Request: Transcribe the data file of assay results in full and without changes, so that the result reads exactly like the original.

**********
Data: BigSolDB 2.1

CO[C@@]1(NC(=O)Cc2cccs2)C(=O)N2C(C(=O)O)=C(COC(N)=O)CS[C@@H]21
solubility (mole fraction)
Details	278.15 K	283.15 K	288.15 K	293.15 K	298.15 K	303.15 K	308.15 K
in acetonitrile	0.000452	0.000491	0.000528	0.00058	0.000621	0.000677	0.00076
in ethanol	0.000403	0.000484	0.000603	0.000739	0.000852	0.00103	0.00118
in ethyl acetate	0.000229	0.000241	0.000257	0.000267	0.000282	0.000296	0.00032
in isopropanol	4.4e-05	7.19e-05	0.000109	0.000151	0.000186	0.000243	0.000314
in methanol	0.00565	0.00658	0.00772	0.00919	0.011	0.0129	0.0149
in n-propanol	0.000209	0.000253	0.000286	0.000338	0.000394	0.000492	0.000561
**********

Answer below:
Data: BigSolDB 2.1

CO[C@@]1(NC(=O)Cc2cccs2)C(=O)N2C(C(=O)O)=C(COC(N)=O)CS[C@@H]21
solubility (mole fraction)
Details	278.15 K	283.15 K	288.15 K	293.15 K	298.15 K	303.15 K	308.15 K
in acetonitrile	0.000452	0.000491	0.000528	0.00058	0.000621	0.000677	0.00076
in ethanol	0.000403	0.000484	0.000603	0.000739	0.000852	0.00103	0.00118
in ethyl acetate	0.000229	0.000241	0.000257	0.000267	0.000282	0.000296	0.00032
in isopropanol	4.4e-05	7.19e-05	0.000109	0.000151	0.000186	0.000243	0.000314
in methanol	0.00565	0.00658	0.00772	0.00919	0.011	0.0129	0.0149
in n-propanol	0.000209	0.000253	0.000286	0.000338	0.000394	0.000492	0.000561